GREGORY:  Governor Granholm, here’s the-- the cover of The Week magazine, which seems to sum up a lot of the anxiety among Democrats--Game Change, has Obama lost his mojo and the election.  I imagine you don’t see this movement toward Romney as being sustainable.

FMR. GOV. JENNIFER GRANHOLM (D-MI, Host, Current’s The War Room):  No, I think it’s temporary.  I think that it was a question of Mitt Romney’s style that, I think, got a lot of people looking again, but honestly, when you-- when it comes to this choice that Governor McDonnell has pointed out.  The choice is so clear, and I think the momentum will be slowed, not just by the president’s performance at the second debate, but by the economic numbers that are coming out that demonstrates that there has been clear progress.  When we have got the lowest unemployment rate since the president took office, and you’ve got-- you’ve got a huge boost in consumer confidence, highest in five years, highest housing starts in five years, the lowest foreclosure rate in that amount of time, the number of jobs that have been created.  I think that will seep in.  Now, granted, we’re not arrived at the promise land yet.  No one has said that.  But we’re on the right track, and we can’t go back to the-- to the same policies which Romney has been espousing that got us into this mess in the first place.

GREGORY:  So you see this back and forth.  Tom Brokaw, as you step back and you look at where the race is, we talk about a lot of critical moments, this really is, with two more debates in the last eight days.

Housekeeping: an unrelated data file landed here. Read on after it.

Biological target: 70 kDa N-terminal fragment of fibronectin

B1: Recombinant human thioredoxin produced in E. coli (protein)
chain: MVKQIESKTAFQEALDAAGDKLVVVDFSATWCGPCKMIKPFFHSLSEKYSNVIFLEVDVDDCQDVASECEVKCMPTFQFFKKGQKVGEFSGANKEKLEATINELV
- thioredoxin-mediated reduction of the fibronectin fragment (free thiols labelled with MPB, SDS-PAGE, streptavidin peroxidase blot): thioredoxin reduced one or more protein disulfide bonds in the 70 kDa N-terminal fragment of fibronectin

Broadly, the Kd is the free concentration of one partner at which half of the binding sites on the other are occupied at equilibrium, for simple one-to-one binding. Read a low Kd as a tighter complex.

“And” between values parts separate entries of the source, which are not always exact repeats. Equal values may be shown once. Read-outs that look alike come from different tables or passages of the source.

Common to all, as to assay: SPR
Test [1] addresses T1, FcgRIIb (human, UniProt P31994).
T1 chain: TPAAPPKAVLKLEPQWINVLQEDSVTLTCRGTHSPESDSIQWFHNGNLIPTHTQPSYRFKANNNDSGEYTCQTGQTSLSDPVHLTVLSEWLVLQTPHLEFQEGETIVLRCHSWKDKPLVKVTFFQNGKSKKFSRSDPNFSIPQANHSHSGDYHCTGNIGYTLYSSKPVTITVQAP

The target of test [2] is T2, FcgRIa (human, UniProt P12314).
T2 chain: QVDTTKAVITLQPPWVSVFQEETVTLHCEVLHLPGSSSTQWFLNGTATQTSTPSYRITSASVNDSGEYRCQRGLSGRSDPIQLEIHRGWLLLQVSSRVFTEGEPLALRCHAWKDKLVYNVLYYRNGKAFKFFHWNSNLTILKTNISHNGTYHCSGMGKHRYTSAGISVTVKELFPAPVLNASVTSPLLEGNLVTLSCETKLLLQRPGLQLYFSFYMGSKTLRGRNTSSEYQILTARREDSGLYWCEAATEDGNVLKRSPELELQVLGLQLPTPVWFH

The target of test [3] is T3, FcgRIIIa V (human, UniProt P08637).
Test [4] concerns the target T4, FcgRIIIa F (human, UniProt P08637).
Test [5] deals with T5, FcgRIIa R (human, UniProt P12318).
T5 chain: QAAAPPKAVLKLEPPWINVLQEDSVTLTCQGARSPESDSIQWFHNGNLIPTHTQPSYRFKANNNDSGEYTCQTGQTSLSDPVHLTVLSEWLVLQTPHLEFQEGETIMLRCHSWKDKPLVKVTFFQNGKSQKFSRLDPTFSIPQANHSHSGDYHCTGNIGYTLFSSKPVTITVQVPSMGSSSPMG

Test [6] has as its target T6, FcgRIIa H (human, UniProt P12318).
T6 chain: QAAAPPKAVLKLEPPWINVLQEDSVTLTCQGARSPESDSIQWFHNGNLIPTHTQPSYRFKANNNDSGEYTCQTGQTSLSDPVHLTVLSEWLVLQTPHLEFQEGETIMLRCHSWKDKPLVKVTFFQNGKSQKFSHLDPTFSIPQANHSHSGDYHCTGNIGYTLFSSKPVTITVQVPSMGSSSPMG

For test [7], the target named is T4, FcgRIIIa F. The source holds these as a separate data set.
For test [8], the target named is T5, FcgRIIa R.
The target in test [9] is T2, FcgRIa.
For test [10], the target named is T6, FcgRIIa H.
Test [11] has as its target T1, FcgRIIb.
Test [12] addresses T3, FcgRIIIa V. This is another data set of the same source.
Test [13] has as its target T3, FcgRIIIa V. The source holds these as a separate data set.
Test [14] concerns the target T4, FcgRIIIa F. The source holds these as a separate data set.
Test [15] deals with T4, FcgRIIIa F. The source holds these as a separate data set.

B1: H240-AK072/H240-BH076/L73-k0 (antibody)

MR. TOM BROKAW (NBC News):  Yeah.  We’re moving rapidly to the second and third act to find out how this is all going to play out.  Talking to both campaigns, they thought that-- that the vice presidential race was probably a draw on substance, but the Republicans think that Joe Biden’s kind of over the top behavior helped them because the country is not happy with the division in politics and the lack of respect that one shows to the other.  I don’t know how that plays out.  I have always believed that vice presidential debates are kind of a separate factor.  One doesn’t move the other.  The president has got to be on his game in this next debate.  Or it-- it could slide even more for him.  On the Democratic side, they do think that some of the movement is although overstated at this point.  On the other hand, look at what they’re going to do next week in Ohio.  They’re going to have the big dog and the boss tour.  They’re going to have Clinton and Bruce Springsteen appearing together.  So that’s an attempt to really kind of stop whatever movement there is toward Governor Romney in Ohio, which is going to be a battleground state as it always is.